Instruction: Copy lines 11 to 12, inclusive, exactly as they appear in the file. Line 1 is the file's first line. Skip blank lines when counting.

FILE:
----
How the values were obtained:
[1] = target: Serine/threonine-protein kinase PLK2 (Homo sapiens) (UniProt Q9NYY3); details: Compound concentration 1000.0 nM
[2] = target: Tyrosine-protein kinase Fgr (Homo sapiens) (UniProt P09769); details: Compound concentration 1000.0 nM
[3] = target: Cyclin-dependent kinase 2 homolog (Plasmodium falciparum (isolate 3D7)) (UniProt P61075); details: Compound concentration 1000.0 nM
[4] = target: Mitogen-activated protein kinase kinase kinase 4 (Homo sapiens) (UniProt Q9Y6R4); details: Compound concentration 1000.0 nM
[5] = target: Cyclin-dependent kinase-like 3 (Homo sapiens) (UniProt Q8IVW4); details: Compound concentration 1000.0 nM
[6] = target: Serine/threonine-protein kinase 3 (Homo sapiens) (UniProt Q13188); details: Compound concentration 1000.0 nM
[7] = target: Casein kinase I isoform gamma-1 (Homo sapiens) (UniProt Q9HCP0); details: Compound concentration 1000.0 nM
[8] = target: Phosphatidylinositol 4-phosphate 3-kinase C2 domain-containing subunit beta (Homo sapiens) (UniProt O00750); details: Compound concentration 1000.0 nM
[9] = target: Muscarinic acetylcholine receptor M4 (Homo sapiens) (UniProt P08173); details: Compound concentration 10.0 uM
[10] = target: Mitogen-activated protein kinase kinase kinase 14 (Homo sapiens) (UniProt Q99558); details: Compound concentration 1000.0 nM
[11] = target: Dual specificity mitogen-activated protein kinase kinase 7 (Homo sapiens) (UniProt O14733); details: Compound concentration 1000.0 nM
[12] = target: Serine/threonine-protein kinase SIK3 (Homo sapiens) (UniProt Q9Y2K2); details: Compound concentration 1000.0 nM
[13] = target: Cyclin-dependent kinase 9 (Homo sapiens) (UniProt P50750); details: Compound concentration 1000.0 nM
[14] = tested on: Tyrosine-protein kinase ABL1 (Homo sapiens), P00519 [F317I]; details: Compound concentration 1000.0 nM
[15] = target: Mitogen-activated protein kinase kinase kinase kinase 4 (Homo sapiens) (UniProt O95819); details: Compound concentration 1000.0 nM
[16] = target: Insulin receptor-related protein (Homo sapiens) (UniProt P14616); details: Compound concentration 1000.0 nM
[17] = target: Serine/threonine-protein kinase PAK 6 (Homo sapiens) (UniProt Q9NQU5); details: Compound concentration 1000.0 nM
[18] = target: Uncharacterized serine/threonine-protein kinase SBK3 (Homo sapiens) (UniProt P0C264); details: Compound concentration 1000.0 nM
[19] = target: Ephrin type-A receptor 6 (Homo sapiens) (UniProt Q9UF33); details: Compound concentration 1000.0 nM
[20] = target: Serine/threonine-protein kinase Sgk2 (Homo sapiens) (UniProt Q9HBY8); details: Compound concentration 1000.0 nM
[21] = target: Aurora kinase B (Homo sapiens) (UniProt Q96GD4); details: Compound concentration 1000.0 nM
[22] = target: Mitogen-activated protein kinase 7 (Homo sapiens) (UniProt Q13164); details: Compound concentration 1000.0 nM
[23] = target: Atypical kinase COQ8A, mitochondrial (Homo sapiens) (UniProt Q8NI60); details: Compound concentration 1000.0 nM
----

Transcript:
[10] = target: Mitogen-activated protein kinase kinase kinase 14 (Homo sapiens) (UniProt Q99558); details: Compound concentration 1000.0 nM
[11] = target: Dual specificity mitogen-activated protein kinase kinase 7 (Homo sapiens) (UniProt O14733); details: Compound concentration 1000.0 nM